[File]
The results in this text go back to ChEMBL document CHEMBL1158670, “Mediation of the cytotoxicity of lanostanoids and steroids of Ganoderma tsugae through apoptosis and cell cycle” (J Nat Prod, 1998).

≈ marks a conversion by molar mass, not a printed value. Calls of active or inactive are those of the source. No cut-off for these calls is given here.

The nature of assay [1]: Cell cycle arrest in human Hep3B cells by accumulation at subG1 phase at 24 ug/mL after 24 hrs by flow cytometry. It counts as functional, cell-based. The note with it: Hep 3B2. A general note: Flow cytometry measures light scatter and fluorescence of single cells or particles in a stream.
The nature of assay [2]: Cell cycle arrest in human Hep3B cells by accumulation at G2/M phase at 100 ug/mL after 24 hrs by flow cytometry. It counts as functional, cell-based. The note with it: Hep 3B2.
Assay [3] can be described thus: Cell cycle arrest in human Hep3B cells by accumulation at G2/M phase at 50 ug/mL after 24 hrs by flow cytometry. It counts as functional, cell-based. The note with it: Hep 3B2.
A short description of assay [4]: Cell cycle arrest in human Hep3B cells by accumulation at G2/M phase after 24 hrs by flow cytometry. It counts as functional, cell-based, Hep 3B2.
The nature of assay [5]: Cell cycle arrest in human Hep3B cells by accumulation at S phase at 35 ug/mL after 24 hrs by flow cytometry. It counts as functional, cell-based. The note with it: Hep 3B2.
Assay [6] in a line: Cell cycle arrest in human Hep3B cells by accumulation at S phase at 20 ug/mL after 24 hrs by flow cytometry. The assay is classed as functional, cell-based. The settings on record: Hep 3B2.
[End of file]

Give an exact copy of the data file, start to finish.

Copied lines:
The results in this text go back to ChEMBL document CHEMBL1158670, “Mediation of the cytotoxicity of lanostanoids and steroids of Ganoderma tsugae through apoptosis and cell cycle” (J Nat Prod, 1998).

≈ marks a conversion by molar mass, not a printed value. Calls of active or inactive are those of the source. No cut-off for these calls is given here.

The nature of assay [1]: Cell cycle arrest in human Hep3B cells by accumulation at subG1 phase at 24 ug/mL after 24 hrs by flow cytometry. It counts as functional, cell-based. The note with it: Hep 3B2. A general note: Flow cytometry measures light scatter and fluorescence of single cells or particles in a stream.
The nature of assay [2]: Cell cycle arrest in human Hep3B cells by accumulation at G2/M phase at 100 ug/mL after 24 hrs by flow cytometry. It counts as functional, cell-based. The note with it: Hep 3B2.
Assay [3] can be described thus: Cell cycle arrest in human Hep3B cells by accumulation at G2/M phase at 50 ug/mL after 24 hrs by flow cytometry. It counts as functional, cell-based. The note with it: Hep 3B2.
A short description of assay [4]: Cell cycle arrest in human Hep3B cells by accumulation at G2/M phase after 24 hrs by flow cytometry. It counts as functional, cell-based, Hep 3B2.
The nature of assay [5]: Cell cycle arrest in human Hep3B cells by accumulation at S phase at 35 ug/mL after 24 hrs by flow cytometry. It counts as functional, cell-based. The note with it: Hep 3B2.
Assay [6] in a line: Cell cycle arrest in human Hep3B cells by accumulation at S phase at 20 ug/mL after 24 hrs by flow cytometry. The assay is classed as functional, cell-based. The settings on record: Hep 3B2.